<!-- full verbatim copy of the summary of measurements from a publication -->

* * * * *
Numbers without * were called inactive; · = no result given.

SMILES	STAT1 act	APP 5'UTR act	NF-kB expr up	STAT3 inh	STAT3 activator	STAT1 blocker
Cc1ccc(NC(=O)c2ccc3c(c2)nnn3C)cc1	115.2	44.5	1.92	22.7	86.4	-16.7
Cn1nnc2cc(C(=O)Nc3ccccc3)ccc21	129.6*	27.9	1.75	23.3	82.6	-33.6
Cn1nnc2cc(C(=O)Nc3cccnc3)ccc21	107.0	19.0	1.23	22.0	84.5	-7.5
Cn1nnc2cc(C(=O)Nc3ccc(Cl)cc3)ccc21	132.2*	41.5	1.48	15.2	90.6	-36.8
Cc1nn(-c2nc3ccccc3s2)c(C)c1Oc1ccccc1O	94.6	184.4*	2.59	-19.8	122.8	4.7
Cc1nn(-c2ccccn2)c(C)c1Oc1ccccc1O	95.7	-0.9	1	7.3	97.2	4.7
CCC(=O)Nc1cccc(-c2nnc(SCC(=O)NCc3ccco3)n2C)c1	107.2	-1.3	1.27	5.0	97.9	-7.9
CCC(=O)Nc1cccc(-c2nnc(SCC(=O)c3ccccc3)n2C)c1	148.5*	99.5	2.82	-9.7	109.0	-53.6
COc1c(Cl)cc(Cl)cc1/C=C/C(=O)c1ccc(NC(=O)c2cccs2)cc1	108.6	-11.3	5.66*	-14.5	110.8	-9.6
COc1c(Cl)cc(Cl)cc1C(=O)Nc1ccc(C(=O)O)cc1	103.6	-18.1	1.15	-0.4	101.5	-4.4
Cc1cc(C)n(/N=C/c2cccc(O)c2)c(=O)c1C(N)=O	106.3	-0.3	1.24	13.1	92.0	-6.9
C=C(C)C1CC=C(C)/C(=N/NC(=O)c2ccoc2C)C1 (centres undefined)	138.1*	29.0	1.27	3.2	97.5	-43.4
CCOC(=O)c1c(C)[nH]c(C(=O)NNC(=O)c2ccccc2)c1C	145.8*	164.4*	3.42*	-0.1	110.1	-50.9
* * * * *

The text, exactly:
Numbers without * were called inactive; · = no result given.

SMILES	STAT1 act	APP 5'UTR act	NF-kB expr up	STAT3 inh	STAT3 activator	STAT1 blocker
Cc1ccc(NC(=O)c2ccc3c(c2)nnn3C)cc1	115.2	44.5	1.92	22.7	86.4	-16.7
Cn1nnc2cc(C(=O)Nc3ccccc3)ccc21	129.6*	27.9	1.75	23.3	82.6	-33.6
Cn1nnc2cc(C(=O)Nc3cccnc3)ccc21	107.0	19.0	1.23	22.0	84.5	-7.5
Cn1nnc2cc(C(=O)Nc3ccc(Cl)cc3)ccc21	132.2*	41.5	1.48	15.2	90.6	-36.8
Cc1nn(-c2nc3ccccc3s2)c(C)c1Oc1ccccc1O	94.6	184.4*	2.59	-19.8	122.8	4.7
Cc1nn(-c2ccccn2)c(C)c1Oc1ccccc1O	95.7	-0.9	1	7.3	97.2	4.7
CCC(=O)Nc1cccc(-c2nnc(SCC(=O)NCc3ccco3)n2C)c1	107.2	-1.3	1.27	5.0	97.9	-7.9
CCC(=O)Nc1cccc(-c2nnc(SCC(=O)c3ccccc3)n2C)c1	148.5*	99.5	2.82	-9.7	109.0	-53.6
COc1c(Cl)cc(Cl)cc1/C=C/C(=O)c1ccc(NC(=O)c2cccs2)cc1	108.6	-11.3	5.66*	-14.5	110.8	-9.6
COc1c(Cl)cc(Cl)cc1C(=O)Nc1ccc(C(=O)O)cc1	103.6	-18.1	1.15	-0.4	101.5	-4.4
Cc1cc(C)n(/N=C/c2cccc(O)c2)c(=O)c1C(N)=O	106.3	-0.3	1.24	13.1	92.0	-6.9
C=C(C)C1CC=C(C)/C(=N/NC(=O)c2ccoc2C)C1 (centres undefined)	138.1*	29.0	1.27	3.2	97.5	-43.4
CCOC(=O)c1c(C)[nH]c(C(=O)NNC(=O)c2ccccc2)c1C	145.8*	164.4*	3.42*	-0.1	110.1	-50.9